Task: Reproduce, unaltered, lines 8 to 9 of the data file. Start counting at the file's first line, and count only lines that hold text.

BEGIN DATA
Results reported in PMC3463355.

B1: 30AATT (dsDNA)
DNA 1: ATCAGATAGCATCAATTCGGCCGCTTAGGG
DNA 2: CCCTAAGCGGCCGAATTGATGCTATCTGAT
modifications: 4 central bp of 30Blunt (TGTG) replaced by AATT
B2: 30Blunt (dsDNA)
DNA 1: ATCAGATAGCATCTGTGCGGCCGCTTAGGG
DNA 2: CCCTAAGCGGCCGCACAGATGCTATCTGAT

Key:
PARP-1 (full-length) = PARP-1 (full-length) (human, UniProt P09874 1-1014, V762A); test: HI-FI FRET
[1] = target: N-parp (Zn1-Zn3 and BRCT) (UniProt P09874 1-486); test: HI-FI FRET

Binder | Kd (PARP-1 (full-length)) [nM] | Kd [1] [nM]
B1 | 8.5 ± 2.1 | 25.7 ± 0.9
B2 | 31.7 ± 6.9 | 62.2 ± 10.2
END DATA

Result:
DNA 2: CCCTAAGCGGCCGCACAGATGCTATCTGAT

Key: